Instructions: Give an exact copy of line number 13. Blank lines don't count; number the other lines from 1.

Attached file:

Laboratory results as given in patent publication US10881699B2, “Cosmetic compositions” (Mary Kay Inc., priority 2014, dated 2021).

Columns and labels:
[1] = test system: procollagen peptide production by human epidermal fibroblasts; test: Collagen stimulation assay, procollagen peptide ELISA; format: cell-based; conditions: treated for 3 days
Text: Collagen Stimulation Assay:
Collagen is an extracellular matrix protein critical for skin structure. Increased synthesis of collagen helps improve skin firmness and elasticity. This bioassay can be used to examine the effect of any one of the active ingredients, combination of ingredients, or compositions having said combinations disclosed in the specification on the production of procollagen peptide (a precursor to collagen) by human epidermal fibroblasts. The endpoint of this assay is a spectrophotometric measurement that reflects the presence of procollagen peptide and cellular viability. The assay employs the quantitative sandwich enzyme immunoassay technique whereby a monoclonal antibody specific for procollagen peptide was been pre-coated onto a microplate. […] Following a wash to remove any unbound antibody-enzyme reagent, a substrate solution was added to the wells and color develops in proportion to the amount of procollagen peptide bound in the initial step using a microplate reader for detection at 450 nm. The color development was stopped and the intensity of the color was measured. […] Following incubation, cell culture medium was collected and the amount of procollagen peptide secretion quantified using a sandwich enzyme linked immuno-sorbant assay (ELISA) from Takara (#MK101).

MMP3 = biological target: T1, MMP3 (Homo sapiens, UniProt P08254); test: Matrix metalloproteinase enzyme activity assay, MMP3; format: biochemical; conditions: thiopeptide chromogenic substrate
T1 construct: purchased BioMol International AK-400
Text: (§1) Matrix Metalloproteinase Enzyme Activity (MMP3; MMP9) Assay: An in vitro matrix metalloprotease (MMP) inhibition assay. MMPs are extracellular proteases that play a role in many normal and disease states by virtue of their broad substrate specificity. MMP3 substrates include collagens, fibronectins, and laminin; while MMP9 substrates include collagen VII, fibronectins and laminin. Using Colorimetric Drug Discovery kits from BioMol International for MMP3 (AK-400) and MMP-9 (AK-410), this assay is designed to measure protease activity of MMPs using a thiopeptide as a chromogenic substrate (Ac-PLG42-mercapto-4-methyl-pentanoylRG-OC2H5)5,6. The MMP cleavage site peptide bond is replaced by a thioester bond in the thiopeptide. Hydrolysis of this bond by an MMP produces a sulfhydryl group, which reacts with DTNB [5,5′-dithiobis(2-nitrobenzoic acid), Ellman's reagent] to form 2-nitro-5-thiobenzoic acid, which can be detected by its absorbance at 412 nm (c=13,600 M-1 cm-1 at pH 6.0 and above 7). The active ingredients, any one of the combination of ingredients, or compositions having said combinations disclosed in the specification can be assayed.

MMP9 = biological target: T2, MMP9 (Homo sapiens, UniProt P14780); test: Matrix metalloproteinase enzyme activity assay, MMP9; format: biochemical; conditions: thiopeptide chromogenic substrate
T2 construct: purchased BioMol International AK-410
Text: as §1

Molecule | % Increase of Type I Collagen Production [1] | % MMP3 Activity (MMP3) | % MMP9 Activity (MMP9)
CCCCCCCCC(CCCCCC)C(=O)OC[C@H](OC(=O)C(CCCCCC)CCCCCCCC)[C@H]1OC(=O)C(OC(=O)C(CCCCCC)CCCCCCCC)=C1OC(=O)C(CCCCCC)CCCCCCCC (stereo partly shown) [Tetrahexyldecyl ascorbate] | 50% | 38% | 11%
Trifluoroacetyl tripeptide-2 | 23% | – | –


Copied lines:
CCCCCCCCC(CCCCCC)C(=O)OC[C@H](OC(=O)C(CCCCCC)CCCCCCCC)[C@H]1OC(=O)C(OC(=O)C(CCCCCC)CCCCCCCC)=C1OC(=O)C(CCCCCC)CCCCCCCC (stereo partly shown) [Tetrahexyldecyl ascorbate] | 50% | 38% | 11%